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The need for site monitoring in order to manage archaeological evidence in woodland

Within the Forestry Commission estate, each Scheduled Ancient Monument (SAM) has its own individual management plan (agreed with the relevant national heritage body) and these are subject to periodic review. However, many unscheduled sites are also of high local or national importance and need some degree of management to reduce any risk of damage.

Dominant vegetation types recorded during a walk-over survey:


It is not possible to visit every archaeological feature on a regular basis to assess the effectiveness of management plans and some form of monitoring system is required to show any changes with time. For example, where trees are retained, any degradation in their health may indicate a need to fell them prior to any windthrow. Equally, the presence of a new animal burrow may require prompt action to prevent extensive damage to an earthwork.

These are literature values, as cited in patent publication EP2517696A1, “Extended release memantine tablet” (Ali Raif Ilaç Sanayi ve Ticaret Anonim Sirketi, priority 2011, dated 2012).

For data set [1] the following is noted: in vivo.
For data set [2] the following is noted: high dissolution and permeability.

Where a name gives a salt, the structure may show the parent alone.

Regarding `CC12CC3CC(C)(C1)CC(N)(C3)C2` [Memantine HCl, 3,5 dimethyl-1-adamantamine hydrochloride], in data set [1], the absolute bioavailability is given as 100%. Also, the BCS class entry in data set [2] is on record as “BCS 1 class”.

A detailed survey of one area showing the percentage ground cover:


Such a system is currently being devised within the Forestry Commission to highlight changes in the monument and its surrounding environment to identify immediate risks and inform the revision of management plans. This will be incorporated into the GIS used for most management and operation decisions.

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